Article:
Whether young or old, everyone in the stadium, indeed everyone in Cologne knows Overath the footballer. He had a sweet left foot and was a genius in possession, the driving force, the brains of the team, a battler, a rebel, a leader and an oppressor.
He was a superstar whose career peaked with victory in the 1974 FIFA World Cup”. Overath also played in the 1966 final at Wembley, and in Mexico four years later, his goal against Uruguay sealed victory in the play-off for third place. His international career drew to a close with that memorable win over the Netherlands in 1974, Overath explaining his decision to retire with “there’s nothing else left”.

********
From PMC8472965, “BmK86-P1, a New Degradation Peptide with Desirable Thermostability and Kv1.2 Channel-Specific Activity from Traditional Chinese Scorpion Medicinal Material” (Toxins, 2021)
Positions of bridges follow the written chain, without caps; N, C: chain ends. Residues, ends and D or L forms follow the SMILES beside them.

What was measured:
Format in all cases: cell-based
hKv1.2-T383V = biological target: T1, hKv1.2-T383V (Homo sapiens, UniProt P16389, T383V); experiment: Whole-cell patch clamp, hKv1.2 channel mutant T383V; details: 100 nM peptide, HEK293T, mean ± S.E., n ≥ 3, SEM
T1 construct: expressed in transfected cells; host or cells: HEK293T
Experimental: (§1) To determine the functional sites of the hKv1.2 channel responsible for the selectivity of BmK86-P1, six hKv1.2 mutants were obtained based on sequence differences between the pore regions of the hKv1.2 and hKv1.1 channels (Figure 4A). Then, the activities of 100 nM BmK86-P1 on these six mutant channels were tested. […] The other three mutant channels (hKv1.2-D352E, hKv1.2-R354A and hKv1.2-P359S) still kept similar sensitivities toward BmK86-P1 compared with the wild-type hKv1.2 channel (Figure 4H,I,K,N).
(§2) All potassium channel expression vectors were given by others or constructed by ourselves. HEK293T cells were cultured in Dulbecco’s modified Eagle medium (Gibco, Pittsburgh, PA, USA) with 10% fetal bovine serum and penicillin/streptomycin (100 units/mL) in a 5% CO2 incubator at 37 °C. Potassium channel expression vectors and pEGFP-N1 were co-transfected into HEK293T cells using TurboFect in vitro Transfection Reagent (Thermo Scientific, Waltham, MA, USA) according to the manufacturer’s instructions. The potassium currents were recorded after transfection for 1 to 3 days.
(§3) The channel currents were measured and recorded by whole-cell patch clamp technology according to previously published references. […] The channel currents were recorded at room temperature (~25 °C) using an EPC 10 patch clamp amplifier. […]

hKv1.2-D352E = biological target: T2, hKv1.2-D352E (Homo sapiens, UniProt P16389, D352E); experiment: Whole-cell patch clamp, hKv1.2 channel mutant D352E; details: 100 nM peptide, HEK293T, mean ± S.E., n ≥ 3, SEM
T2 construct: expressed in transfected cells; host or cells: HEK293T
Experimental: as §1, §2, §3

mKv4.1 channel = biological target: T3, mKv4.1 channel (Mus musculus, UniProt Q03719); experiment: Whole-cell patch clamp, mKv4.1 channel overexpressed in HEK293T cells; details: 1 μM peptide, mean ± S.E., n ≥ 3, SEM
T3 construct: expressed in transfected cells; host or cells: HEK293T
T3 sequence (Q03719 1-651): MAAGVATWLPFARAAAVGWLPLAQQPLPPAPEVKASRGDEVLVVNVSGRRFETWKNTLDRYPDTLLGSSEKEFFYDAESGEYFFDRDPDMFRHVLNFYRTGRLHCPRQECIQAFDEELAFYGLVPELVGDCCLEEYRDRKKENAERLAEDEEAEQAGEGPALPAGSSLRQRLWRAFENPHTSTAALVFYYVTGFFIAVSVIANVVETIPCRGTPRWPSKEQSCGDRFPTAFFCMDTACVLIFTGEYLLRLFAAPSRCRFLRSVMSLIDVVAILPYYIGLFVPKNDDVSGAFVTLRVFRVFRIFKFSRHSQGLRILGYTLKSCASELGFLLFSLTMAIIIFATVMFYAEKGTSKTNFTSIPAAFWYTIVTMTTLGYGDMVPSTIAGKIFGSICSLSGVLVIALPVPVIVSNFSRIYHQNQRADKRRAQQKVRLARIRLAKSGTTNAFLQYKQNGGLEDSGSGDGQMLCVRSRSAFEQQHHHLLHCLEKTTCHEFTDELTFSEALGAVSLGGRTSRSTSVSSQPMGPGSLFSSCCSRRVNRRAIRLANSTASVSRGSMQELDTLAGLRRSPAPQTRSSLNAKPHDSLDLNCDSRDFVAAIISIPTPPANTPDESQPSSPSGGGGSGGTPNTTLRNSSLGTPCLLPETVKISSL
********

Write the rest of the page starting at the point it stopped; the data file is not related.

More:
His decision to quit the national team was impeccably timed, just like his retirement from club football three years later. Overath actually took a while to heed the warnings of Cologne’s rather unpopular coach Hennes Weisweiler but in the end he jumped before he was pushed, although as it turned out, he could have said farewell in rather more spectacular style. As fate would have it, in 1978 – one year after his retirement – Cologne, led by their new heroes Heinz Flohe and Herbert Neumann, finally clinched their long-awaited second league title.
Overath had retired from the game, but he had not said goodbye to the sport altogether. “In my heart and soul, I am a footballer,” he would often say, proving it on an almost daily basis. In scenes rather reminiscent of Groundhog Day, people would forever cross paths with Cologne’s former number 10, a man with dark shaggy hair, an ascetic figure, bright eyes, nimble feet and a sharp reply. As the years went by, Uwe Seeler put on weight and Gunter Netzer lost his pace, but Wolfgang Overath barely changed.